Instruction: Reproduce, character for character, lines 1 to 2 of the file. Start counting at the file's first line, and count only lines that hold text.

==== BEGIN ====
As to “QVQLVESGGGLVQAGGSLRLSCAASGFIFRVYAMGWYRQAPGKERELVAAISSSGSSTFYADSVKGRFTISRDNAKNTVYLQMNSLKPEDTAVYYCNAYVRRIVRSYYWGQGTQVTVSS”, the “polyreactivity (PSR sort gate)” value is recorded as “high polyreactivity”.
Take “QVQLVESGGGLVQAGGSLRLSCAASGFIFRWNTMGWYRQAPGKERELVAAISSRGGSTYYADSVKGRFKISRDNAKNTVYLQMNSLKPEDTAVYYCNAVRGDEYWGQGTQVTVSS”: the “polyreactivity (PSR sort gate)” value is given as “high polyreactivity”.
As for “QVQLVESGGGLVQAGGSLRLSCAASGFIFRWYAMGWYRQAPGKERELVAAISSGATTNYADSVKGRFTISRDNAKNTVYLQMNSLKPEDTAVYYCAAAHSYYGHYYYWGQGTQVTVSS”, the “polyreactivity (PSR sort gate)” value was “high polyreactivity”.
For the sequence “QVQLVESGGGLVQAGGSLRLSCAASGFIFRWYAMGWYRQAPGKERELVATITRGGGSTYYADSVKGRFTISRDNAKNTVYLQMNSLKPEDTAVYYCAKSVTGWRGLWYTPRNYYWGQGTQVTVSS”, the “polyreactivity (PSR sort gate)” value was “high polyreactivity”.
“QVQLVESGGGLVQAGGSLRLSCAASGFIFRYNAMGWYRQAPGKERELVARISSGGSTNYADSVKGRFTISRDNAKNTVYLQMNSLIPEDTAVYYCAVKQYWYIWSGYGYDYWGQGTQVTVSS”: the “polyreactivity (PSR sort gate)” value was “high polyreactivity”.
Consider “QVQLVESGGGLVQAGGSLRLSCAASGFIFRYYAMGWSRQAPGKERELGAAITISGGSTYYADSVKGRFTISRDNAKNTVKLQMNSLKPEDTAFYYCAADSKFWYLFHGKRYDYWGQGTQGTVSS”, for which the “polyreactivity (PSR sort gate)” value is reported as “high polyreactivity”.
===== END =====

As to “QVQLVESGGGLVQAGGSLRLSCAASGFIFRVYAMGWYRQAPGKERELVAAISSSGSSTFYADSVKGRFTISRDNAKNTVYLQMNSLKPEDTAVYYCNAYVRRIVRSYYWGQGTQVTVSS”, the “polyreactivity (PSR sort gate)” value is recorded as “high polyreactivity”.
Take “QVQLVESGGGLVQAGGSLRLSCAASGFIFRWNTMGWYRQAPGKERELVAAISSRGGSTYYADSVKGRFKISRDNAKNTVYLQMNSLKPEDTAVYYCNAVRGDEYWGQGTQVTVSS”: the “polyreactivity (PSR sort gate)” value is given as “high polyreactivity”.